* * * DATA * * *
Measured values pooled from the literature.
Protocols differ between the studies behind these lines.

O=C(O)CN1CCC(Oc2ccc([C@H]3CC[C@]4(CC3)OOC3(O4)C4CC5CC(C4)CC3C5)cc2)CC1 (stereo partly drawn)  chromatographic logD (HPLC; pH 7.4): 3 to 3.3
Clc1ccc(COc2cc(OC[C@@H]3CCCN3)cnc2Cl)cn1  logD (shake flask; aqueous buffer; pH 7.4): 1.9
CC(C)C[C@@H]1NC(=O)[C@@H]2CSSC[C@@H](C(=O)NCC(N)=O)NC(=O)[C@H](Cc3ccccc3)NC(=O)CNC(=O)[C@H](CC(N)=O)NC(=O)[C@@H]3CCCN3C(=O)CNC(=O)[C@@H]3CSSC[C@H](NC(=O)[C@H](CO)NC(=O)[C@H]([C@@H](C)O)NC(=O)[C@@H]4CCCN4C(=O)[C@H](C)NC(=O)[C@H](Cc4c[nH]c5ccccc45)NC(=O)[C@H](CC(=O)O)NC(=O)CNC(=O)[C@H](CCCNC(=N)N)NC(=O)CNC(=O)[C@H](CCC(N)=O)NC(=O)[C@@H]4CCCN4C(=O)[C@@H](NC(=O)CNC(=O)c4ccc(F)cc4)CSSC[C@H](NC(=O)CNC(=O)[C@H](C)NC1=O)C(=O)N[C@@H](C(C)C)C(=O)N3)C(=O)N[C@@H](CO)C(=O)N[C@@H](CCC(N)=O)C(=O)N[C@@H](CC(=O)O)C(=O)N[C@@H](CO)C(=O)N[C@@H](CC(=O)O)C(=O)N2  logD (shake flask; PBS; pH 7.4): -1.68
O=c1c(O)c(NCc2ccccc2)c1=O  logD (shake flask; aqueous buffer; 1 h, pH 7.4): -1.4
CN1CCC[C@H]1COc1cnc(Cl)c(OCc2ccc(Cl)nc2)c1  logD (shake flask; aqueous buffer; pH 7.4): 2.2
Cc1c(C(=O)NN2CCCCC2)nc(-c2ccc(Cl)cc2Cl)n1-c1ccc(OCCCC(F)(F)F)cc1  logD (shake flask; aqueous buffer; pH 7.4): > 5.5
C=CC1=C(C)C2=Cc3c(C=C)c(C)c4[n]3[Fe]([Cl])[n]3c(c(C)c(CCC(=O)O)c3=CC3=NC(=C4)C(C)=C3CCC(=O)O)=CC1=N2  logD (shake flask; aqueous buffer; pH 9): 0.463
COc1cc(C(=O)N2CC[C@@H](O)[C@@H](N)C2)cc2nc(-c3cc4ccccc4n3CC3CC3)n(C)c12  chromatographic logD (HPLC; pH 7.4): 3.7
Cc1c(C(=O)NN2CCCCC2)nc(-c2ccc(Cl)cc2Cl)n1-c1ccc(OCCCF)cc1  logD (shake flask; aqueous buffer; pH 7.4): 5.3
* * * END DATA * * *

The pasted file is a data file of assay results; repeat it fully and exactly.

Measured values pooled from the literature.
Protocols differ between the studies behind these lines.

O=C(O)CN1CCC(Oc2ccc([C@H]3CC[C@]4(CC3)OOC3(O4)C4CC5CC(C4)CC3C5)cc2)CC1 (stereo partly drawn)  chromatographic logD (HPLC; pH 7.4): 3 to 3.3
Clc1ccc(COc2cc(OC[C@@H]3CCCN3)cnc2Cl)cn1  logD (shake flask; aqueous buffer; pH 7.4): 1.9
CC(C)C[C@@H]1NC(=O)[C@@H]2CSSC[C@@H](C(=O)NCC(N)=O)NC(=O)[C@H](Cc3ccccc3)NC(=O)CNC(=O)[C@H](CC(N)=O)NC(=O)[C@@H]3CCCN3C(=O)CNC(=O)[C@@H]3CSSC[C@H](NC(=O)[C@H](CO)NC(=O)[C@H]([C@@H](C)O)NC(=O)[C@@H]4CCCN4C(=O)[C@H](C)NC(=O)[C@H](Cc4c[nH]c5ccccc45)NC(=O)[C@H](CC(=O)O)NC(=O)CNC(=O)[C@H](CCCNC(=N)N)NC(=O)CNC(=O)[C@H](CCC(N)=O)NC(=O)[C@@H]4CCCN4C(=O)[C@@H](NC(=O)CNC(=O)c4ccc(F)cc4)CSSC[C@H](NC(=O)CNC(=O)[C@H](C)NC1=O)C(=O)N[C@@H](C(C)C)C(=O)N3)C(=O)N[C@@H](CO)C(=O)N[C@@H](CCC(N)=O)C(=O)N[C@@H](CC(=O)O)C(=O)N[C@@H](CO)C(=O)N[C@@H](CC(=O)O)C(=O)N2  logD (shake flask; PBS; pH 7.4): -1.68
O=c1c(O)c(NCc2ccccc2)c1=O  logD (shake flask; aqueous buffer; 1 h, pH 7.4): -1.4
CN1CCC[C@H]1COc1cnc(Cl)c(OCc2ccc(Cl)nc2)c1  logD (shake flask; aqueous buffer; pH 7.4): 2.2
Cc1c(C(=O)NN2CCCCC2)nc(-c2ccc(Cl)cc2Cl)n1-c1ccc(OCCCC(F)(F)F)cc1  logD (shake flask; aqueous buffer; pH 7.4): > 5.5
C=CC1=C(C)C2=Cc3c(C=C)c(C)c4[n]3[Fe]([Cl])[n]3c(c(C)c(CCC(=O)O)c3=CC3=NC(=C4)C(C)=C3CCC(=O)O)=CC1=N2  logD (shake flask; aqueous buffer; pH 9): 0.463
COc1cc(C(=O)N2CC[C@@H](O)[C@@H](N)C2)cc2nc(-c3cc4ccccc4n3CC3CC3)n(C)c12  chromatographic logD (HPLC; pH 7.4): 3.7
Cc1c(C(=O)NN2CCCCC2)nc(-c2ccc(Cl)cc2Cl)n1-c1ccc(OCCCF)cc1  logD (shake flask; aqueous buffer; pH 7.4): 5.3